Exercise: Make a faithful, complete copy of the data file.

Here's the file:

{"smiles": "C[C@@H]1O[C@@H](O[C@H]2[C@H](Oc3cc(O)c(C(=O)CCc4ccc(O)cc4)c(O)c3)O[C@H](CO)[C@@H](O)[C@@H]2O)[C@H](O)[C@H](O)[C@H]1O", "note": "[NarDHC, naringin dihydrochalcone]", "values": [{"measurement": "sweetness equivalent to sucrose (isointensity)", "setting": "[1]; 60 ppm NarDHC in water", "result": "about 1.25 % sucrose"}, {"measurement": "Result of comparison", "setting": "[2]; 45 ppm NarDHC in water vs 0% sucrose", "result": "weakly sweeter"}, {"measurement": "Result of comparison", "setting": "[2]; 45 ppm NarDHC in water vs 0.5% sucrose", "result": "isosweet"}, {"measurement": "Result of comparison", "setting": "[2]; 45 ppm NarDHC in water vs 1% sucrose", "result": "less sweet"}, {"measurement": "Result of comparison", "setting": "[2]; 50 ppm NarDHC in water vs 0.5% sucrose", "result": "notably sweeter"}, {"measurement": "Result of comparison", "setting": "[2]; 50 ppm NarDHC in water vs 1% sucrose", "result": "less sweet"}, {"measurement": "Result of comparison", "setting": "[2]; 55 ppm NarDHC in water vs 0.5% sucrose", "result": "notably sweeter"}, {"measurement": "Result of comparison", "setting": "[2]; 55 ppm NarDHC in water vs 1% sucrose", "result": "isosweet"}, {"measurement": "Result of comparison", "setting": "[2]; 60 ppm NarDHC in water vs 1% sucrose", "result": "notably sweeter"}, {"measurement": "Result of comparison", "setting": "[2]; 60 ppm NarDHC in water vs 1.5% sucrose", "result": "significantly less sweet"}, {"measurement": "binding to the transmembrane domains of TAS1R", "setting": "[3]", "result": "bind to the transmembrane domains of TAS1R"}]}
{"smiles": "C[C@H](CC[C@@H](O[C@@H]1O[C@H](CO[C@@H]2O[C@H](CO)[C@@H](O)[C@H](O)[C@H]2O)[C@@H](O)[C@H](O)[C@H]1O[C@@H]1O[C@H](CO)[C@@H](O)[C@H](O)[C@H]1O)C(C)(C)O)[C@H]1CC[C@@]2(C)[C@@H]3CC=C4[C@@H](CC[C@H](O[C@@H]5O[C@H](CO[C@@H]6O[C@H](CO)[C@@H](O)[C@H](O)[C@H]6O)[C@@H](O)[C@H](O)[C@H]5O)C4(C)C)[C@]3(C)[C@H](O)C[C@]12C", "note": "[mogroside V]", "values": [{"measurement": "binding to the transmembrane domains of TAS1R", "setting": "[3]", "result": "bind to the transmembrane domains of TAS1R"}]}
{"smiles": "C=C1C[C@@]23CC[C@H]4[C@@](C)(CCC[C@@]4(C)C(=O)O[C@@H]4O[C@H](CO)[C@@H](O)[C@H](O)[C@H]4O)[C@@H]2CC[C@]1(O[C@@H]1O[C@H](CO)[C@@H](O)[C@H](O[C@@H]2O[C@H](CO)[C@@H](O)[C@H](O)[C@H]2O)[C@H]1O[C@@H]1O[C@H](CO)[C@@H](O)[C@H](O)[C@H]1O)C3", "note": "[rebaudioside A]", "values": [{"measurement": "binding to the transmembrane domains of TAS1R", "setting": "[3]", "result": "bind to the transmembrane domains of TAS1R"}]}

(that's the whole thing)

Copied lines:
{"smiles": "C[C@@H]1O[C@@H](O[C@H]2[C@H](Oc3cc(O)c(C(=O)CCc4ccc(O)cc4)c(O)c3)O[C@H](CO)[C@@H](O)[C@@H]2O)[C@H](O)[C@H](O)[C@H]1O", "note": "[NarDHC, naringin dihydrochalcone]", "values": [{"measurement": "sweetness equivalent to sucrose (isointensity)", "setting": "[1]; 60 ppm NarDHC in water", "result": "about 1.25 % sucrose"}, {"measurement": "Result of comparison", "setting": "[2]; 45 ppm NarDHC in water vs 0% sucrose", "result": "weakly sweeter"}, {"measurement": "Result of comparison", "setting": "[2]; 45 ppm NarDHC in water vs 0.5% sucrose", "result": "isosweet"}, {"measurement": "Result of comparison", "setting": "[2]; 45 ppm NarDHC in water vs 1% sucrose", "result": "less sweet"}, {"measurement": "Result of comparison", "setting": "[2]; 50 ppm NarDHC in water vs 0.5% sucrose", "result": "notably sweeter"}, {"measurement": "Result of comparison", "setting": "[2]; 50 ppm NarDHC in water vs 1% sucrose", "result": "less sweet"}, {"measurement": "Result of comparison", "setting": "[2]; 55 ppm NarDHC in water vs 0.5% sucrose", "result": "notably sweeter"}, {"measurement": "Result of comparison", "setting": "[2]; 55 ppm NarDHC in water vs 1% sucrose", "result": "isosweet"}, {"measurement": "Result of comparison", "setting": "[2]; 60 ppm NarDHC in water vs 1% sucrose", "result": "notably sweeter"}, {"measurement": "Result of comparison", "setting": "[2]; 60 ppm NarDHC in water vs 1.5% sucrose", "result": "significantly less sweet"}, {"measurement": "binding to the transmembrane domains of TAS1R", "setting": "[3]", "result": "bind to the transmembrane domains of TAS1R"}]}
{"smiles": "C[C@H](CC[C@@H](O[C@@H]1O[C@H](CO[C@@H]2O[C@H](CO)[C@@H](O)[C@H](O)[C@H]2O)[C@@H](O)[C@H](O)[C@H]1O[C@@H]1O[C@H](CO)[C@@H](O)[C@H](O)[C@H]1O)C(C)(C)O)[C@H]1CC[C@@]2(C)[C@@H]3CC=C4[C@@H](CC[C@H](O[C@@H]5O[C@H](CO[C@@H]6O[C@H](CO)[C@@H](O)[C@H](O)[C@H]6O)[C@@H](O)[C@H](O)[C@H]5O)C4(C)C)[C@]3(C)[C@H](O)C[C@]12C", "note": "[mogroside V]", "values": [{"measurement": "binding to the transmembrane domains of TAS1R", "setting": "[3]", "result": "bind to the transmembrane domains of TAS1R"}]}
{"smiles": "C=C1C[C@@]23CC[C@H]4[C@@](C)(CCC[C@@]4(C)C(=O)O[C@@H]4O[C@H](CO)[C@@H](O)[C@H](O)[C@H]4O)[C@@H]2CC[C@]1(O[C@@H]1O[C@H](CO)[C@@H](O)[C@H](O[C@@H]2O[C@H](CO)[C@@H](O)[C@H](O)[C@H]2O)[C@H]1O[C@@H]1O[C@H](CO)[C@@H](O)[C@H](O)[C@H]1O)C3", "note": "[rebaudioside A]", "values": [{"measurement": "binding to the transmembrane domains of TAS1R", "setting": "[3]", "result": "bind to the transmembrane domains of TAS1R"}]}